“Everything I know is something I’ve repeated,” said poet Rae Armantrout, reading a line from a new manuscript on the afternoon of January 21 to a large audience at the University of Chicago.
Armantrout’s most recent book, “Versed,” is her tenth. Her poems are short lyrics that probe human consciousness and the various influences that penetrate it: “the impersonal abjection of being finite, of being created, not self-created,” she said at a lunchtime lecture on the 22nd. Armantrout uses found language from contexts that are typically recognizable to readers, if typically untraditional in poems. One quotes a telephone bill: “These temporary credits/will no longer be reflected/in your next billing period.” Armantrout said that she found that little note “somewhat ominous…Is this our modern version of ‘Gather ye rosebuds while ye may?’ I guess I wanted the reader to hear that, too.” Other poems draw from overheard conversation, the newspaper, popular songs, or books about physics and neuroscience. “Generally, wherever they come from, these pieces are things that make me say ‘huh?’ or ‘WTF?’”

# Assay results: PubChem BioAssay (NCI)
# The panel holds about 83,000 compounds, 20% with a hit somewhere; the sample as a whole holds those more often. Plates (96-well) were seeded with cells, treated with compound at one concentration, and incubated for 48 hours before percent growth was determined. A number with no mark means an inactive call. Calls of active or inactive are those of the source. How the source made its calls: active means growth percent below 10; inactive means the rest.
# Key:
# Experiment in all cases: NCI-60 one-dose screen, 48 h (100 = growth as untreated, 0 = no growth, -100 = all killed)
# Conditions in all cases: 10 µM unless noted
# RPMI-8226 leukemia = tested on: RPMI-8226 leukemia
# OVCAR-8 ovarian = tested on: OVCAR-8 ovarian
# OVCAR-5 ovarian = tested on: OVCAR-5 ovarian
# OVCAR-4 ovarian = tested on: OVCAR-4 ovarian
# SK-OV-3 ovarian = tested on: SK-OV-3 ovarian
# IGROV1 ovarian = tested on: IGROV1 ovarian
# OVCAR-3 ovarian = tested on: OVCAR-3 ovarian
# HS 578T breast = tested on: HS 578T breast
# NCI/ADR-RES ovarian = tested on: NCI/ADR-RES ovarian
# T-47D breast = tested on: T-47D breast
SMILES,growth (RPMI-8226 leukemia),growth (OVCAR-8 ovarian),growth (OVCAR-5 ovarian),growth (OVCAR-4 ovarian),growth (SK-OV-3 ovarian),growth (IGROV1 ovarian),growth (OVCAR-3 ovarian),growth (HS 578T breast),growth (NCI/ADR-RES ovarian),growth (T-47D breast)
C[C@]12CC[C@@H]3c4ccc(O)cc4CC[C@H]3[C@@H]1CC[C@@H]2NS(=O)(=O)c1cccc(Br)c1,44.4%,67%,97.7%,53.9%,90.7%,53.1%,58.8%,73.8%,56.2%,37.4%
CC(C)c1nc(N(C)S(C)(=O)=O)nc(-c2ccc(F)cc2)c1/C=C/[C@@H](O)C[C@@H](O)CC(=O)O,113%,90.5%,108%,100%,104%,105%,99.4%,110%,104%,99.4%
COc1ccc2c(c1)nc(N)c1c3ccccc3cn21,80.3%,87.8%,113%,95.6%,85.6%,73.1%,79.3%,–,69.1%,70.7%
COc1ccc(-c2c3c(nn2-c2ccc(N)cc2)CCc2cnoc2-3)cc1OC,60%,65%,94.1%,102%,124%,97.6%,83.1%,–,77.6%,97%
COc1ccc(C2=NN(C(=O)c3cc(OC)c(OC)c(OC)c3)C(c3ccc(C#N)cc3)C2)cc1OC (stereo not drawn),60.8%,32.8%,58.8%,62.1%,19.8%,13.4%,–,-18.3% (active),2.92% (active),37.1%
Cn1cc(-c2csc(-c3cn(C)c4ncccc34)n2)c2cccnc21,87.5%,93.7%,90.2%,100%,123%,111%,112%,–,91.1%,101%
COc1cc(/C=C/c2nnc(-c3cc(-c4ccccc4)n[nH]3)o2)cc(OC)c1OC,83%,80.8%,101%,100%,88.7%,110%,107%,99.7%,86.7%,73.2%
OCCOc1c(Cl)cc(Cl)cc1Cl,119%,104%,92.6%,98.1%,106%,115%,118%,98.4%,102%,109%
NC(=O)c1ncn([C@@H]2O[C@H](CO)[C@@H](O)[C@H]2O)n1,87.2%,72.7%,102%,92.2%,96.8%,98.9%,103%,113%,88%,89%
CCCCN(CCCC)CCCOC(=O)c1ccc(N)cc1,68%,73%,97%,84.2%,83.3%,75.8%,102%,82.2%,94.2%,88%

Armantrout is known as a Language poet, a term which describes a loose grouping of writers with similar politics and aesthetics who came together in the Bay Area and New York in the 1970s. The Language poets, Armantrout said, “allowed for a kind of space between sentences or between statements, between stanzas, spaces for uncertainty, where the connections between what came last and what comes next are problematized and open to reader interpretation.” “Versed” was named this weekend as a finalist for the National Book Critics Circle Award; it was also a finalist for the National Book Award in 2009.
Her new manuscript is called “Money Shot”–she joked at the reading that the audience must be polite if it wasn’t giggling at the porn reference. The title poem refers to the banking crisis and the atmosphere of acquisition and attainment. “The money shot of porn, as we all know, is when it becomes obvious that the man has ejaculated,” Armantrout said. “In more general terms, the money shot is where something is revealed.”
See the Chicago Weekly’s blog for the full interview with Rae Armantrout.